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he talks about the phrase found in many suttas, from the First Discourse onward:
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This "Dhamma Eye" is one of the stock descriptions of a stream enterer.Now during this utterance, there arose in the venerable Kondañña the spotless, immaculate vision of the True Idea: "Whatever is subject to arising is all subject to cessation."
Whether one agrees with the exact conclusion regarding how arising-and-ceasing is experienced, it seems undeniable that the mundane observation that "things arise and cease" is not what is being talked about in these sutta passages.Ajahn Pasanno wrote: [There are several phrasings and translations:]
- And just as a clean cloth from which all stains have been
removed receives the dye perfectly, so in the Brahmin Kþ¥adanta, as
he sat there, there arose the pure and spotless Dhamma-eye, and he
knew: “Whatever things have an origin must come to cessation.”
Then Kþ¥adanta, having seen, attained, experienced and penetrated
the Dhamma, having passed beyond doubt, transcended
uncertainty, having gained perfect confidence in the Teacher’s
doctrine without relying on others.
~ D 5.29-30 (Maurice Walshe trans.)
- Just as a clean cloth with all marks removed would take
dye evenly, so too, while the householder Upali sat there, the
spotless immaculate vision of the Dhamma arose in him: “All that
is subject to arising is subject to cessation.” Then the householder
Upali saw the Dhamma, attained the Dhamma, understood the
hamma, fathomed the Dhamma; he crossed beyond doubt, did
away with perplexity, gained intrepidity, and became
independent of others in the Teacher’s Dispensation.
~ M 56.18 (Bhikkhu Ñanamoli and Bhikkhu Bodhi trans.)
Here, the key factor in turning away from the stream of the world and
- To Upali the householder, as he was sitting right there,
there arose the dustless, stainless Dhamma eye: Whatever is
subject to origination is all subject to cessation. Then – having
seen the Dhamma, having reached the Dhamma, known the
Dhamma, reached a footing in the Dhamma, having crossed over
& beyond doubt, having had no more questioning – Upæli the
householder gained fearlessness and was independent of others
with regard to the Teacher’s message.
~ M 56.18 (Thanissaro Bhikkhu trans.)
entering the stream of Dhamma is the insight into impermanence, along with the
seeing of a causal connection between all phenomena. We can recognize that
seeing the truth of “All that is subject to arising is subject to cessation,” is not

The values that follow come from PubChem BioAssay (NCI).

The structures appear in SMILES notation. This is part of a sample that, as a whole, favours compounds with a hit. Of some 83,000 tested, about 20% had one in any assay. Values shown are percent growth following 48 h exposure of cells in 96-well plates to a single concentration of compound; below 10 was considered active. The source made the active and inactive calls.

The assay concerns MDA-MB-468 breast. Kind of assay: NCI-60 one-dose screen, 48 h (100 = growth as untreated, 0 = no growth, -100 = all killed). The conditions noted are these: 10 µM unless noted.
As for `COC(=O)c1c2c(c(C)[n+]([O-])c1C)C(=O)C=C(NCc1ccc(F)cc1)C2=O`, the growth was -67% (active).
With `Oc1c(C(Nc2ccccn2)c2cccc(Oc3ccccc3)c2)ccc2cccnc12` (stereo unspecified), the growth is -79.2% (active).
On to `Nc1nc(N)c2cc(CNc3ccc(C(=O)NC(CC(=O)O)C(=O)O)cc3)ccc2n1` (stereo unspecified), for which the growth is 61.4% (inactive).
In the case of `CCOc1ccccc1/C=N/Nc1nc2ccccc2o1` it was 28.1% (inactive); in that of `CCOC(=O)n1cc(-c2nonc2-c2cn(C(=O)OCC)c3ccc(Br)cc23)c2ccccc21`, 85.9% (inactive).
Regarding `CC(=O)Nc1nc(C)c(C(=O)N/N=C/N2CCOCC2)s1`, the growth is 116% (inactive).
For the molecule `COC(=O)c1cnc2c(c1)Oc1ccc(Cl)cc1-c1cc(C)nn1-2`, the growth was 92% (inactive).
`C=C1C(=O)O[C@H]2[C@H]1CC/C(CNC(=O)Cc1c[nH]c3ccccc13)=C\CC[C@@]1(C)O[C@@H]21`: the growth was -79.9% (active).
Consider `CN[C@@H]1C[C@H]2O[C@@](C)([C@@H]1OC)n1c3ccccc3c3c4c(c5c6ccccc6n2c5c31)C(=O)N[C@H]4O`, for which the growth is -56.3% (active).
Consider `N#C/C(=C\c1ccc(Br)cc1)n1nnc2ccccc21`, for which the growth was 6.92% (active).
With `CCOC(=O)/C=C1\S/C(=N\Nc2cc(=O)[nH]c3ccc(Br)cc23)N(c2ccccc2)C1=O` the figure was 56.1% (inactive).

beyond our own or anybody else’s capabilities. Having made this point, the
discourse goes onto describe the results, the first being the transcending of doubt and uncertainty.
Due to the different nature of the English and Pali languages, there are
difficulties in translation that may obscure crucial aspects of the Dhamma. If we
translate the stream-entry vision literally from Pali, we have something like ‘what-
ever arising-dhamma cessation-dhamma.’ This is terrible English but beautiful
insight. English grammar requires subject and verb. Thus ‘something’ arises and
ceases. Hence ‘dhamma’ comes across as a thing, or an attribute of things. A thing
has existence in time, so whatever thing arises, or is subject to arising, subsequent-
ly ceases. This is not really news to the reflective mind. However if we consider
stream-entry as something profound, it would be useful to consider the experience
to be one in which the very process that brings ‘things’ to awareness is seen into.
That is, the mind is experiencing an ‘event-stream’ dynamic of arising and ceasing
that rules out substantiality
It is like writing in water – the experience is of arising and ceasing
occupying the same time frame. In this light, perhaps a better rendering would be
‘Whatever is experienced as arising, is experienced as ceasing’; or ‘Any experience
of arising is an experience of ceasing,’ the enigmatic ring of which may alert the
reader to the profundity of the experience.
This would also result in a direct understanding of dependent arising: that
is of a reality not of things existing in a void, but a dynamic of forces, currents and
tendencies. There is no void. The ‘unconditioned dhamma’ some texts allude to is
the experience of an awareness that doesn’t support or give rise to conditions.